MT: My wife is an actress, and she often tells me about energy levels, about keeping my energy up. When you read a poem and you’re not visualizing or imagining what you’re reading, you’re kind of on auto-pilot—and you hear this all the time in readings, right? When that happens, you get the sense [the poet] isn’t understanding the meaning of what they’re putting across. Obviously, they’ve written the poem and know what it’s about, but they can also turn it on and off. So it’s just a question of being present when I’m reading the poem and not turning off my brain and letting my mouth do the work.

EMN: Why do you think it is that some poets don’t practice?

MT: I find it incredible.

MH: It is really strange, but I also find that it’s very tempting—as someone who doesn’t love being up there and doing that—to just check out, to let my mind go here let my mouth use these words.

EMN: To just survive it?

MH: Yes. But it doesn’t take very long to see the difference. I like going to readings, and you can hear it, exactly like Matthew said, if you’re just reading the poem and you’re not making an effort to experience the thing you’re doing; it falls completely flat. And you can see the difference in the people when you’re reading if you’re engaged with the words you’re reading. But it’s tempting to check out.

MT: And not everyone is comfortable in front of a microphone and a room full of people. But it’s built into the business of poetry. This is how you sell books: word of mouth. That’s what we do. Still, some people try to bow out of readings, or try to do as few as possible, but you have to do at least a couple. You can see some people struggling with that.

MH: Ultimately, if you’re writing something and you want people to be exposed to it—and I assume anyone writing does (even book sales aside)—it’s the best chance for people to hear what you’ve written. It’s a great opportunity.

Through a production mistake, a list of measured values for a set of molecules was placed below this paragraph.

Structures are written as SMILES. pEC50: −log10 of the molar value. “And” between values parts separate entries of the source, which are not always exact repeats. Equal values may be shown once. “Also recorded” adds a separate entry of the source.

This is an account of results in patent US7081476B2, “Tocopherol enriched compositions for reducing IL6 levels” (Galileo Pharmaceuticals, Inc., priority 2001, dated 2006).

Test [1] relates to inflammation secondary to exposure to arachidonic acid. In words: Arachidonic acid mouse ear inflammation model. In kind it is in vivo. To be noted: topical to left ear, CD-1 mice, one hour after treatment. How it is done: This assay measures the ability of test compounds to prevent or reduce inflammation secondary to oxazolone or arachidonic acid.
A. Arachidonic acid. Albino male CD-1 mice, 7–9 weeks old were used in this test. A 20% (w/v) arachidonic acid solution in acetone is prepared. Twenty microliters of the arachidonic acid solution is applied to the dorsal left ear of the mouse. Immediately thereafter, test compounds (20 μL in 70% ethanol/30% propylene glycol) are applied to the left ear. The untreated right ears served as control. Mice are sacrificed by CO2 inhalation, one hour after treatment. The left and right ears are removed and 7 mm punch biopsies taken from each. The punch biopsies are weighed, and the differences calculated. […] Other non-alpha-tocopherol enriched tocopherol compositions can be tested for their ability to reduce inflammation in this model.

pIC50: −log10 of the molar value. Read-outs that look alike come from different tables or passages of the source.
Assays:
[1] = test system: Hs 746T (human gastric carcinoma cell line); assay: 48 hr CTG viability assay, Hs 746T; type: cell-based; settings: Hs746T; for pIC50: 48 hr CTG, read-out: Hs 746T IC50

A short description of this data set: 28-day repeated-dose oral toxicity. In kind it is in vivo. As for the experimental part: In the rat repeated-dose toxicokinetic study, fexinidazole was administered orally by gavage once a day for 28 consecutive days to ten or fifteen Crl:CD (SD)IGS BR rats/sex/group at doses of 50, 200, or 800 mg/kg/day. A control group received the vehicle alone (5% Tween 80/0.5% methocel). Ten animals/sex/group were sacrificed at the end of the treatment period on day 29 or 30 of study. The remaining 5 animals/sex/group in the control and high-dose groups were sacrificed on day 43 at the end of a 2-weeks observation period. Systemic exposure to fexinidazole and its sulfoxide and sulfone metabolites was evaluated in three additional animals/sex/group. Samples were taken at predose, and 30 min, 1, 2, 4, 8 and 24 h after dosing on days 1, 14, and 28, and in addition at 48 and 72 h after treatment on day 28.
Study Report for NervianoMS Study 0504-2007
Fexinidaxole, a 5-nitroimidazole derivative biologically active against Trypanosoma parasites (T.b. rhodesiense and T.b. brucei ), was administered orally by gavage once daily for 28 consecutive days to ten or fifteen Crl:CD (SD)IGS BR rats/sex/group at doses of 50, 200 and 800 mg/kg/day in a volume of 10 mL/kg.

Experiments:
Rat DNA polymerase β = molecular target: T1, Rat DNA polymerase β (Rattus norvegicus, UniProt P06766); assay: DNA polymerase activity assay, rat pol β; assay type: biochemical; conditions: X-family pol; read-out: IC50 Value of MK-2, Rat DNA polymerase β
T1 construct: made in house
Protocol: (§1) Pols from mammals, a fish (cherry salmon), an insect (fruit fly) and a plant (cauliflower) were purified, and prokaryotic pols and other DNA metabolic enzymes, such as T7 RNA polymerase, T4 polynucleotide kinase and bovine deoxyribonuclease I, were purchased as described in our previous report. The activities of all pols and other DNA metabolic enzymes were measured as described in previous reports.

EMN [to MH]: So in the course of reading from The Lease, did you note any adjustments you made in how you read?

MH: A few things. I’ve become more comfortable, just from practice. Other things: you can start to tailor poems based on the way people have reacted. You learn when to have a pause, when not to have a pause, and it changes the way you think of certain poems. Matthew [Tierney] probably put more thought into what poems to read, just from experience, while I was figuring that out as I went.

MT: And that changes with the room, too. The room we did in Moncton was really loud and raucous—the night was half-music and half-poetry reading, and people were drinking—so you read those ones that are little bit more … well, humour goes over well in those types of situations. Whereas, if you get into a quiet library setting, people aren’t as comfortable laughing out loud, but you get some really earnest listeners, so that’s when you want to read the quiet pieces.

MH: And conversation goes over well too, right? The moments between [poems]; that’s another thing I’ve gotten better with. It’s good being honest, like “I’m really awkward right now, but it’s fine.”